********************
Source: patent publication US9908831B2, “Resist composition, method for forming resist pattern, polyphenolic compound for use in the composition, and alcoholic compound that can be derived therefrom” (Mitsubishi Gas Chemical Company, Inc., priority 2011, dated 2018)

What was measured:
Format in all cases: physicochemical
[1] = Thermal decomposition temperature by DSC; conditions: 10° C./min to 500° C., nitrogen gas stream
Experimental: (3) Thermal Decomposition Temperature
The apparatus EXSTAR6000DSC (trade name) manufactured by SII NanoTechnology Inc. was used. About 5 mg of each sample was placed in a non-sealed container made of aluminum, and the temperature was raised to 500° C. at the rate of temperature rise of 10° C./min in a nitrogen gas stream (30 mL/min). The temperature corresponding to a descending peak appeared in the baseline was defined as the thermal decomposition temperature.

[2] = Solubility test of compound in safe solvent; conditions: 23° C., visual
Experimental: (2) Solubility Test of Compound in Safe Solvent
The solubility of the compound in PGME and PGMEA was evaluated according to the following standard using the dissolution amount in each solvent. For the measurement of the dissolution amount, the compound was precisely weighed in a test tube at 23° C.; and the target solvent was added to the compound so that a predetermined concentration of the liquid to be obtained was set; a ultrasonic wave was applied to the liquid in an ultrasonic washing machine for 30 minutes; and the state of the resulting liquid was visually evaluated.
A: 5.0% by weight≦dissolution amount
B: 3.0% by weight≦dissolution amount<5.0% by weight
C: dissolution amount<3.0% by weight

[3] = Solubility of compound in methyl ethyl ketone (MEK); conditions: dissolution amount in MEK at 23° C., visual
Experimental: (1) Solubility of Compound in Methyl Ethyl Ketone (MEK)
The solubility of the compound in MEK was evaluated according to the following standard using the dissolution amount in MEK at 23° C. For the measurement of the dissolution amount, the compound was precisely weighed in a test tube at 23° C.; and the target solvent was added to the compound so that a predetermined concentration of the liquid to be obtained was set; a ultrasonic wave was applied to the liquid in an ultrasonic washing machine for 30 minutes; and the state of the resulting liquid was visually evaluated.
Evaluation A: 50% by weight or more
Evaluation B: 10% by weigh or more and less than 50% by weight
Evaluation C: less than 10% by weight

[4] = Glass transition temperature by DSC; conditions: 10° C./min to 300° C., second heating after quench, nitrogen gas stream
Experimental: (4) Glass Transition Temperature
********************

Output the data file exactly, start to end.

Source: patent publication US9908831B2, “Resist composition, method for forming resist pattern, polyphenolic compound for use in the composition, and alcoholic compound that can be derived therefrom” (Mitsubishi Gas Chemical Company, Inc., priority 2011, dated 2018)

What was measured:
Format in all cases: physicochemical
[1] = Thermal decomposition temperature by DSC; conditions: 10° C./min to 500° C., nitrogen gas stream
Experimental: (3) Thermal Decomposition Temperature
The apparatus EXSTAR6000DSC (trade name) manufactured by SII NanoTechnology Inc. was used. About 5 mg of each sample was placed in a non-sealed container made of aluminum, and the temperature was raised to 500° C. at the rate of temperature rise of 10° C./min in a nitrogen gas stream (30 mL/min). The temperature corresponding to a descending peak appeared in the baseline was defined as the thermal decomposition temperature.

[2] = Solubility test of compound in safe solvent; conditions: 23° C., visual
Experimental: (2) Solubility Test of Compound in Safe Solvent
The solubility of the compound in PGME and PGMEA was evaluated according to the following standard using the dissolution amount in each solvent. For the measurement of the dissolution amount, the compound was precisely weighed in a test tube at 23° C.; and the target solvent was added to the compound so that a predetermined concentration of the liquid to be obtained was set; a ultrasonic wave was applied to the liquid in an ultrasonic washing machine for 30 minutes; and the state of the resulting liquid was visually evaluated.
A: 5.0% by weight≦dissolution amount
B: 3.0% by weight≦dissolution amount<5.0% by weight
C: dissolution amount<3.0% by weight

[3] = Solubility of compound in methyl ethyl ketone (MEK); conditions: dissolution amount in MEK at 23° C., visual
Experimental: (1) Solubility of Compound in Methyl Ethyl Ketone (MEK)
The solubility of the compound in MEK was evaluated according to the following standard using the dissolution amount in MEK at 23° C. For the measurement of the dissolution amount, the compound was precisely weighed in a test tube at 23° C.; and the target solvent was added to the compound so that a predetermined concentration of the liquid to be obtained was set; a ultrasonic wave was applied to the liquid in an ultrasonic washing machine for 30 minutes; and the state of the resulting liquid was visually evaluated.
Evaluation A: 50% by weight or more
Evaluation B: 10% by weigh or more and less than 50% by weight
Evaluation C: less than 10% by weight

[4] = Glass transition temperature by DSC; conditions: 10° C./min to 300° C., second heating after quench, nitrogen gas stream
Experimental: (4) Glass Transition Temperature